Finally a reprieve for power producers1 min read . Updated: 12 Sep 2017, 08:31 AM IST
Thermal power generation jumped 14.9% and utilization levels also improved in August, possibly to make up for the shortfall in nuclear and hydropower generation
The August data should provide some reprieve for electricity producers who are otherwise struggling with subdued demand and low tariffs. Electricity generation was up 7.9%, compared to a 6.6% rise in July and 2% in June.
Importantly, thermal power generation jumped 14.9% and utilization levels also improved in August, possibly to make up for the shortfall in nuclear and hydropower generation. Further, generation in July and August was aided by a favourable base. But demand in general was also strong.
Volumes in the spot electricity market at the Indian Energy Exchange (IEX) increased 15.5% last month. Encouragingly, the growth is accompanied by a rise in tariffs. Prices jumped 44% from a year ago to Rs3.13 per unit in August, the highest in almost two years. For Monday delivery, the average market price stood at Rs5.08 per unit, double the rate in the previous fiscal year.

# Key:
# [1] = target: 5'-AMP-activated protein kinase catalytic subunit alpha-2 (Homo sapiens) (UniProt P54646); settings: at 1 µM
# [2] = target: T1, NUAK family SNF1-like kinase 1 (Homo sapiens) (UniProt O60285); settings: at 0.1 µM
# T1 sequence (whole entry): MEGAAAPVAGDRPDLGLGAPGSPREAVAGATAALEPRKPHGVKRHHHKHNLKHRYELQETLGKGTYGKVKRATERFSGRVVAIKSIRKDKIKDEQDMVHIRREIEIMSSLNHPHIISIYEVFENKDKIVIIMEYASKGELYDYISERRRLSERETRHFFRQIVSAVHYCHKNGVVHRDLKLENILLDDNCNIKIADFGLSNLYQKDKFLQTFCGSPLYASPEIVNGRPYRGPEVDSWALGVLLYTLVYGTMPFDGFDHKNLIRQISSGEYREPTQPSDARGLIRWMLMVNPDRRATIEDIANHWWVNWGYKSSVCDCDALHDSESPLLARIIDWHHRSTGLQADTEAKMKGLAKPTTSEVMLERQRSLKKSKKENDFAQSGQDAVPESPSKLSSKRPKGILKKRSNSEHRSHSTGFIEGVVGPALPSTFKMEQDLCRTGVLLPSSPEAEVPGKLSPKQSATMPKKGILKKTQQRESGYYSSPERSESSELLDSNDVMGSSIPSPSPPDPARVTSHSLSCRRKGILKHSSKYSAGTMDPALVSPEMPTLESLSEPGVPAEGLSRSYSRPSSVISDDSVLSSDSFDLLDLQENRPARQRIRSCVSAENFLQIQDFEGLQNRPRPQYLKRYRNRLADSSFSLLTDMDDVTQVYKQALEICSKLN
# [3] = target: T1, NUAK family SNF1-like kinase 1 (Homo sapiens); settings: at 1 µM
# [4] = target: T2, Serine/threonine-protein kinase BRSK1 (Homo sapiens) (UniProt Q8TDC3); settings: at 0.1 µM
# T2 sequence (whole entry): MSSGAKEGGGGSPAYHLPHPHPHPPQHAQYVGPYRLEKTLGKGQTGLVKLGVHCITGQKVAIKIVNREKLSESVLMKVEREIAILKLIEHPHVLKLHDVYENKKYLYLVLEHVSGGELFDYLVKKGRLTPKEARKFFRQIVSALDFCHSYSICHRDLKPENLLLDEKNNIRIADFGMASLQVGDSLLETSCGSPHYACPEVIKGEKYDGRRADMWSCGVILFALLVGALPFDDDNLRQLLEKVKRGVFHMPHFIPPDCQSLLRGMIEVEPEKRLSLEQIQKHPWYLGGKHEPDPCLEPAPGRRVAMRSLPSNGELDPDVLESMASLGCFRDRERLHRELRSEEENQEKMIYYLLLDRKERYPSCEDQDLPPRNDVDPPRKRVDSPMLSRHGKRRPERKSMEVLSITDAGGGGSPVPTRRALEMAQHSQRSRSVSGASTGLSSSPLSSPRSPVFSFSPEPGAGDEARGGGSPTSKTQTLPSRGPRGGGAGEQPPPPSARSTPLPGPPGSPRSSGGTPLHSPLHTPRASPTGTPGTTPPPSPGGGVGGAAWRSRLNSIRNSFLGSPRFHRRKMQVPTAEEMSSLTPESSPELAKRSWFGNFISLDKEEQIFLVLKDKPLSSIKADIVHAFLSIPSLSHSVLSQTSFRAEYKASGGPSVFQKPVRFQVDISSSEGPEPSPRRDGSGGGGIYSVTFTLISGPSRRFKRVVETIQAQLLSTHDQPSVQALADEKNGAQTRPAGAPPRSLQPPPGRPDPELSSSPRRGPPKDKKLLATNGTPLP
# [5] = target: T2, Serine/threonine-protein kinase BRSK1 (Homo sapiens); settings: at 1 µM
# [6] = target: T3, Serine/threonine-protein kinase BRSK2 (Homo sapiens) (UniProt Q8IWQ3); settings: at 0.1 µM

According to IEX, demand increased from the southern region which is facing the double whammy of lower-than-normal rains and higher temperatures. So much so that interstate transmission (import of electricity) remained congested in the south. “Overall 102 MU (million units) were lost due to congestion and daily average volume loss was 3 MU vis-à-vis overall volume loss of 51 MU and daily average loss of 2 MU in July," IEX said in a statement.
Improved availability and greater usage by the rural and agriculture (for pumpsets) sectors are said to be driving electricity demand in Telangana and Karnataka.
According to an analyst with a domestic broking firm, local events like maintenance of power plants or change in festive dates (Ganesh Chaturthi came in September last year) could also have led to the demand spurt.
Even then there is no denying that volumes were strong in August. This should bode well for electricity producers, especially for the firms that are more dependent on spot electricity markets. JSW Energy Ltd, which has open capacities in Karnataka (lacks power purchase agreements), should see some benefits in the form of better realizations and sales.
It has to be seen, though, how long the current trends hold. Demand and price spurts earlier proved to be seasonal or accompanied by sowing season or high usage by farmers (greater usage of pumpsets to draw groundwater in rain-deficit years). Will this time prove different? The coming months will provide clarity.